Part 1. I've written very briefly about annotations of the SOURCE and CLASS type. This is worth reading, so as to avoid getting lost in the second part and to expand your "misunderstanding" a little =) I promise there will definitely be at least one word that you know! The first time I saw annotations in the tasks here I somehow didn't pay much attention to them. There's @Override here and there, but IDEA adds that, so I figured it has to be that way. Over time, I realized that everything is much deeper. As you study, annotations may seem somewhat useless but necessary. You don't know why they exist or what they do. You've read a couple of articles that said, "it's so great that we have annotations now, everything has become so simple." But I didn't know how things were before, and I didn't understand that things are easier now. Now I do know and want to share a little. There are 3 types of (RetentionPolicy) annotations:
Native — I never seen this and never used it. I think this is a rather rare annotation, because it is used when you need to run code in another "native" language. I tried and failed to find a clear mention of it.
SuppressWarnings — This annotation is often used like this: @SuppressWarnings("unchecked"). It is used to suppress warnings that you are already aware of. The previous example suppresses warnings about unchecked type conversions. Again, this is the only usage that I've encountered.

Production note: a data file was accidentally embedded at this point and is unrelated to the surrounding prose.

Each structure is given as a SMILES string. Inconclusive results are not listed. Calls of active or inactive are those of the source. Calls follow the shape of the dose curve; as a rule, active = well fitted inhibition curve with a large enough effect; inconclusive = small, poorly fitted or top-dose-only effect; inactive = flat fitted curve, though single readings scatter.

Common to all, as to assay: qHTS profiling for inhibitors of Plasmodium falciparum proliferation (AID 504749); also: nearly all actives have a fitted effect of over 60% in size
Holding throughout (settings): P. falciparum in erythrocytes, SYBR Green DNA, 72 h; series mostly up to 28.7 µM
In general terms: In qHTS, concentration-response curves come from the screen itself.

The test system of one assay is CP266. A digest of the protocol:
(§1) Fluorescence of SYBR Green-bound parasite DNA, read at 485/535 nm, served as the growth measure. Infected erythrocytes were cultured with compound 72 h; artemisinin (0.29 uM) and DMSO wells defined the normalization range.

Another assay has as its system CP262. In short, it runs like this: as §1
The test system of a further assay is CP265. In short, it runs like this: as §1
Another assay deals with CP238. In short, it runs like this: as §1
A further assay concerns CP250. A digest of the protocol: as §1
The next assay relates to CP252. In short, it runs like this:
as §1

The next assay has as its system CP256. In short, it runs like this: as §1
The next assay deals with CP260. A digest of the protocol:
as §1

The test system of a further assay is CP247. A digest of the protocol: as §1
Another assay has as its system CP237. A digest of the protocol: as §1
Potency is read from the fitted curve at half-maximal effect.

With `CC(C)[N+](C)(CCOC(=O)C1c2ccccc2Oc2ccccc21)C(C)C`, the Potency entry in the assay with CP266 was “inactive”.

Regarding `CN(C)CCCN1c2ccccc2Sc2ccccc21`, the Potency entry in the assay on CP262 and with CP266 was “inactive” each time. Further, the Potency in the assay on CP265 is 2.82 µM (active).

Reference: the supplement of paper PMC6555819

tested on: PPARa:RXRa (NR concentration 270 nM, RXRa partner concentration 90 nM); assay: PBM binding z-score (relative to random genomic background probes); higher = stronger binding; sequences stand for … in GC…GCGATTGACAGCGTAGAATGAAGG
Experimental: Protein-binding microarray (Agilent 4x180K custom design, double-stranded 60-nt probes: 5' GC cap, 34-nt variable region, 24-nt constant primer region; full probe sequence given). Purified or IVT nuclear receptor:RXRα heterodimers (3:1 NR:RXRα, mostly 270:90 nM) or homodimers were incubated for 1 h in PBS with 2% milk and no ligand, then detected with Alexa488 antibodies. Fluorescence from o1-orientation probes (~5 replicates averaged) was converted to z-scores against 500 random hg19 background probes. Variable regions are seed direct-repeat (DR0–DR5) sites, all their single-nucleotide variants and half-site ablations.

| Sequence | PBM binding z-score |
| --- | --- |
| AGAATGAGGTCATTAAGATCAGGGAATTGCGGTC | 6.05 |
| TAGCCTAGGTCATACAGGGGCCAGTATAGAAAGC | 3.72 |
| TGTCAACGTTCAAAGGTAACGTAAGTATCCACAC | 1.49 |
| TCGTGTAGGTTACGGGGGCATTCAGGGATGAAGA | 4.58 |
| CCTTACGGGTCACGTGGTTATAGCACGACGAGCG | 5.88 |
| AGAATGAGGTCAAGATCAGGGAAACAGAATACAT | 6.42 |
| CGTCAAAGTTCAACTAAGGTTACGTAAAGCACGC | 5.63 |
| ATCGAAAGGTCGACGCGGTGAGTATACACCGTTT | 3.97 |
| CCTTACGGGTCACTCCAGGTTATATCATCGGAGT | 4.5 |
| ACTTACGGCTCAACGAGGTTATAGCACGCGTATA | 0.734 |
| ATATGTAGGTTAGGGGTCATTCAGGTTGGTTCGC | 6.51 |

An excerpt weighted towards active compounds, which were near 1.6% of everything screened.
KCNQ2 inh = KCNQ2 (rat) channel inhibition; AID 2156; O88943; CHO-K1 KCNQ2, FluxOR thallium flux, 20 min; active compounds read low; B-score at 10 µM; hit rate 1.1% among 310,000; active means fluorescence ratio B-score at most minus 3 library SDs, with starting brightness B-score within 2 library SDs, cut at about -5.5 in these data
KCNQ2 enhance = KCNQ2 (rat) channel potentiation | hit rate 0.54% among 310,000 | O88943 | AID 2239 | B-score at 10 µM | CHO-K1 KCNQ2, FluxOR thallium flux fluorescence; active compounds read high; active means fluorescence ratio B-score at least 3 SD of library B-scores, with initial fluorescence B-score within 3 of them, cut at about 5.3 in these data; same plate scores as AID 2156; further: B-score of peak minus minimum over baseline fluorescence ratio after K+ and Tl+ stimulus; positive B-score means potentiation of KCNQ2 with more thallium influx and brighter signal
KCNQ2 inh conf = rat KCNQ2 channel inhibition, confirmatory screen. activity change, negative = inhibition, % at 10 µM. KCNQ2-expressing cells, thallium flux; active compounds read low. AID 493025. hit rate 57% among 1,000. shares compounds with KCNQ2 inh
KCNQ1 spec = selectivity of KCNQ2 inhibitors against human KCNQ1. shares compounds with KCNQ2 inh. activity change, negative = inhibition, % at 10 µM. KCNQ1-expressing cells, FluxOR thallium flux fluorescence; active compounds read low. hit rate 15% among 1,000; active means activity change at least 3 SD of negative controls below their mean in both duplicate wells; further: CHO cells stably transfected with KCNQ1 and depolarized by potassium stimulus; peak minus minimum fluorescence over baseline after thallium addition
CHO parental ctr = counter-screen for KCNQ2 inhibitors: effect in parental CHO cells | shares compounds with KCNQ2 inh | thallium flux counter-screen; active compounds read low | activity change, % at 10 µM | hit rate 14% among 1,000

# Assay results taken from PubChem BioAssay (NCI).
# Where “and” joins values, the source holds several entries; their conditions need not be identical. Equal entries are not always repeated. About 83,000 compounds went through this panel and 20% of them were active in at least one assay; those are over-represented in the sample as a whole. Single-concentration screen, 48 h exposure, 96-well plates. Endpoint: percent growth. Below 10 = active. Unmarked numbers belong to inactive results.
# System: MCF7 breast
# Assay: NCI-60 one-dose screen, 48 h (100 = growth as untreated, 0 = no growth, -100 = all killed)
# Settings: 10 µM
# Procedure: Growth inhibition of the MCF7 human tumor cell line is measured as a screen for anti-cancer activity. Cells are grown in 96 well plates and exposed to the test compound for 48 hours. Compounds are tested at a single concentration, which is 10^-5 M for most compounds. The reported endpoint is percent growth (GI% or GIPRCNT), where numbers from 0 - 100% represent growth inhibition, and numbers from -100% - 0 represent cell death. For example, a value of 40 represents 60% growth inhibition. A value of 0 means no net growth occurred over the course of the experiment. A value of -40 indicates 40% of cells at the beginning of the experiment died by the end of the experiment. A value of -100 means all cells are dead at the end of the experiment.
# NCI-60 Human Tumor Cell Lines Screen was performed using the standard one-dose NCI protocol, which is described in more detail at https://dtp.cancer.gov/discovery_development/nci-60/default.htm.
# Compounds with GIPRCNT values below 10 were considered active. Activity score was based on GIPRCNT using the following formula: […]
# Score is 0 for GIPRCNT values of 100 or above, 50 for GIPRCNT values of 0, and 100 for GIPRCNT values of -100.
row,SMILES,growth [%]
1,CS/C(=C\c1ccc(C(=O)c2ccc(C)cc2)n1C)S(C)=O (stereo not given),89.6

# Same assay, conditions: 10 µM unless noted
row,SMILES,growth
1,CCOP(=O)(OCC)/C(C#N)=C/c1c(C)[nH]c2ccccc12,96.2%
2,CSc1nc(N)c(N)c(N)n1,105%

Generated — I'm running into this annotation right now due to an assignment where I have to generate classes from XSD files. These 3 annotations are quite specific and are most likely uninteresting to you at present. I will describe the last one.
Override — You use it constantly and it does something very useful. When overriding a method, it is easy to make a mistake without IDEA's help. Whether typos or simple errors, mistakes happen. This annotation will make sure that the method in the parent class matches our (annotated) method. This ensures that the method will be overridden rather than added. When refactoring code, the parent method may be removed or changed. Again, this annotation will indicate an error. Without it, our method would simply be added.
Boring? I would say yes. There's not much helpful to glean from this article. Almost everything (90%) here describes something that you will never use or only very rarely. The remaining 10% is saying hello to and describing the @Override annotation, which at first glance is useless. That said, I think in the second part of the article will be more interesting. There will will discuss RUNTIME annotations — they interact with the code during execution and do black magic.
Annotations. Part 2. Lombok
- SOURCE— Annotations for the compiler
- CLASS— Information from the annotation will be written in bytecode but not available at runtime. They say that the standard library has many annotations of this type, which is now retained for backward compatibility. This is used for very specific tasks.
- Q&A on StackOverflow
- RUNTIME — These annotations are the most popular. They are used while the code is being executed.
- Native — A variable with this annotation may refer to native code;
- SuppressWarnings — This annotation suppresses various compiler warnings;
- Generated — This annotation marks source code that was generated;
- Override — This annotation checks method overrides.